Work continues on the Temple of Bacchus
Covering the interior of the Temple of Bacchus in a facade wrap
The Painshill team, along with Project Print Management, have been working hard in the last few weeks on the interior of the Temple of Bacchus!
Hamilton’s Temple of Bacchus was much acclaimed for its beauty and architectural merit. It was the only classical building in England praised by Thomas Jefferson during his visit to these shores in 1786.
The restoration of the exterior was started in the autumn of 2016 and was completed in March 2019.
Until we raise sufficient funds to restore the interior properly we have been installing a number of displays to show visitors how this amazing building would have appeared to Charles Hamilton and his invited guests during the 18th Century.
Firstly, we wrapped the interior in fabric, starting with the ceiling.
The original ceiling was of ornate plasterwork which we believe was designed by Robert Adam. It was described in 1795 by one visitor as “a simple neat design a wreath ornamented with four Eagles & grapes & vine leaves”.
Busts of Caesars and Statues
Secondly, we installed temporary representations of Hamilton artefacts.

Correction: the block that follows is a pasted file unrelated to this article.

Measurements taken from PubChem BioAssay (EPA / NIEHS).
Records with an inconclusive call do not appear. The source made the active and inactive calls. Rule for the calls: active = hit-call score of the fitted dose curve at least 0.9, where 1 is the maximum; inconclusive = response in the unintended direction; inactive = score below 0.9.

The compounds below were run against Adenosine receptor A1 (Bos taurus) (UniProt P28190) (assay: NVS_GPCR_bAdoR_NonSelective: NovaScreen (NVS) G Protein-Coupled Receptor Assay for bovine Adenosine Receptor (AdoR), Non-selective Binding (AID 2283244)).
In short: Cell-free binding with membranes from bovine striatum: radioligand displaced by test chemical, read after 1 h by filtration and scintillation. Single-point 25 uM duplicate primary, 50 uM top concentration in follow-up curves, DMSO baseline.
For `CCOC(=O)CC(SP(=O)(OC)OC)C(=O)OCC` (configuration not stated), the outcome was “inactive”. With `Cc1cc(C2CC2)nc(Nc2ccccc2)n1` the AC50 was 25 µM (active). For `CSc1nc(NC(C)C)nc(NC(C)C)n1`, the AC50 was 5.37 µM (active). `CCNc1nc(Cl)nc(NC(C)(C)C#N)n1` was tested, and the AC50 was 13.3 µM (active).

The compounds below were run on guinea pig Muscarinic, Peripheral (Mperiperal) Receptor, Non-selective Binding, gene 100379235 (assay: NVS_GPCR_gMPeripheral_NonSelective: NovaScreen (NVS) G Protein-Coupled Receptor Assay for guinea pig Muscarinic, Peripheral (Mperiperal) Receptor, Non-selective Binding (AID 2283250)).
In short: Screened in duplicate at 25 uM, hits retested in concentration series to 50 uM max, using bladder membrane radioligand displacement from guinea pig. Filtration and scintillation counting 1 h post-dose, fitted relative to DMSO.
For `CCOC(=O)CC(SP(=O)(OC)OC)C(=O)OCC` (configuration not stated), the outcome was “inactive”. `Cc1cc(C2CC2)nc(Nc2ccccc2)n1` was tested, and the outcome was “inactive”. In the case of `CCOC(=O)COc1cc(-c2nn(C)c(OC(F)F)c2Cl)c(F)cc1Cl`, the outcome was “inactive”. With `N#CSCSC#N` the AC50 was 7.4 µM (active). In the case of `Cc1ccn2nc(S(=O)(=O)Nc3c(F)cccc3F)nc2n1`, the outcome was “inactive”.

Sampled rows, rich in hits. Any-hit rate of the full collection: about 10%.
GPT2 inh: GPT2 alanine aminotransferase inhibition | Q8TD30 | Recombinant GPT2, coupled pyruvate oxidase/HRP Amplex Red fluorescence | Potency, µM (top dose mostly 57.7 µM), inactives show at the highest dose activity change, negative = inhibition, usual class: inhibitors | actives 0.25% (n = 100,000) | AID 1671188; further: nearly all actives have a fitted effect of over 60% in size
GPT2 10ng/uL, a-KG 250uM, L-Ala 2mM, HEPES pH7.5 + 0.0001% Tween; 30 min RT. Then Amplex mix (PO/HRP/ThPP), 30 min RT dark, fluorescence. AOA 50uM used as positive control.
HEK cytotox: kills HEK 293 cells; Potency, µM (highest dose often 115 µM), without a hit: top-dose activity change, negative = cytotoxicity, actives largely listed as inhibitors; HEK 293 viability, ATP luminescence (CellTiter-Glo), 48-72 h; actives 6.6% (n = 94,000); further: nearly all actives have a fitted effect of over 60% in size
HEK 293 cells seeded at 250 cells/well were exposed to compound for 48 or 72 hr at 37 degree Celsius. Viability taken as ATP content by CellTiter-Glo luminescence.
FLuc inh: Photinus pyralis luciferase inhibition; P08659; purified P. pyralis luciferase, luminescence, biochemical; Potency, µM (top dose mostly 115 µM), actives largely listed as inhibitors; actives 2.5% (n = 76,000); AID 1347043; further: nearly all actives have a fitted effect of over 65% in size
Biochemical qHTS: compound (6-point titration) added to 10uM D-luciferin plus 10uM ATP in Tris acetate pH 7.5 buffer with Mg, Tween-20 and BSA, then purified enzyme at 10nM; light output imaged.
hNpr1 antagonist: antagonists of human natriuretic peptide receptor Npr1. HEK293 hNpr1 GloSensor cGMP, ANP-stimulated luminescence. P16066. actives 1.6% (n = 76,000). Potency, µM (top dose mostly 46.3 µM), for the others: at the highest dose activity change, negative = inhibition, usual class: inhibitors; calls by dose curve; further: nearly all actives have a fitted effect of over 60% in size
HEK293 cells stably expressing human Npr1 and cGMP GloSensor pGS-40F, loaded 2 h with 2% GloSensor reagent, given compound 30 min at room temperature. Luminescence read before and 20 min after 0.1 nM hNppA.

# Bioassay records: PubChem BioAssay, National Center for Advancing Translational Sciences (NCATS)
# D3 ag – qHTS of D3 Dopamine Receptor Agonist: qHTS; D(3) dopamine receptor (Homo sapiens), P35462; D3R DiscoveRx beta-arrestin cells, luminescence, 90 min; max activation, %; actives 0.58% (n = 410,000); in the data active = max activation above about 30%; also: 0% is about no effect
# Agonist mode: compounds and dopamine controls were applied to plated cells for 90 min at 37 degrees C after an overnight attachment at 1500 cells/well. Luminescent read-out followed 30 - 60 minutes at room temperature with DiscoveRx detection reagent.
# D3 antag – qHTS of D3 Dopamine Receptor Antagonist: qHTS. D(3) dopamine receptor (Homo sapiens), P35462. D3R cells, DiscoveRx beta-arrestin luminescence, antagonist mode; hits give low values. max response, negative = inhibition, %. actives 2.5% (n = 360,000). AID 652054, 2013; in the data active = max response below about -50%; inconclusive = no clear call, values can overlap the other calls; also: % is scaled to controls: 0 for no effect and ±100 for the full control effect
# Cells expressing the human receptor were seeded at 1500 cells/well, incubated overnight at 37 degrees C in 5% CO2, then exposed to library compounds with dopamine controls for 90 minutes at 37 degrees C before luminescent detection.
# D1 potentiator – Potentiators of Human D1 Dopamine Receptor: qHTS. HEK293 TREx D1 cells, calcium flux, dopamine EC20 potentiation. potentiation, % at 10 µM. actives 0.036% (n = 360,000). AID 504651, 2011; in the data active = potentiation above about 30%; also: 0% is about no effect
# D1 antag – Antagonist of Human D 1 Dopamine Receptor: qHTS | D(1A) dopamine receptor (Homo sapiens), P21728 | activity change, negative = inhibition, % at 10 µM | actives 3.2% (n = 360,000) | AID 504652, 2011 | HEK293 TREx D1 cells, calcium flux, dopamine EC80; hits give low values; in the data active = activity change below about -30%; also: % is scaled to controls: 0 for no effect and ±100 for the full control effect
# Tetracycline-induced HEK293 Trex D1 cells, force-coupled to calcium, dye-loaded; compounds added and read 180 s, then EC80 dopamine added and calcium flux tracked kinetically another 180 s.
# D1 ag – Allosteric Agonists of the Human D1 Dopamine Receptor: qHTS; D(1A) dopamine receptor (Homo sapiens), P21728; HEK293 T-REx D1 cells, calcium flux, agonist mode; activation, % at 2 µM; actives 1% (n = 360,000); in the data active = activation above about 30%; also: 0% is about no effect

Four statues of Mercury, Venus de Marina, Apollo of Belvedere and Venus de Medici stood in the four niches to the South.
The walls once again display Hamilton’s 12 busts of Roman emperors collected by him on one of his “Grand Tours”.
Finally, we will place panels over the floor to complete the room and ensure all guests can get a feel for how it would have looked.
When we restore the Temple fully we will be plastering the walls and the ornate ceiling. We will commission the recreation of the busts and the exterior statues and reinstate them. We will also return the statue of Bacchus to his Temple (he currently stands outside of the shop).
We are in the process of fundraising for the interior – please help if you can by donating online today.
We very much hope that you will come and see the Temple soon! Visit us this summer and see our progress for yourself.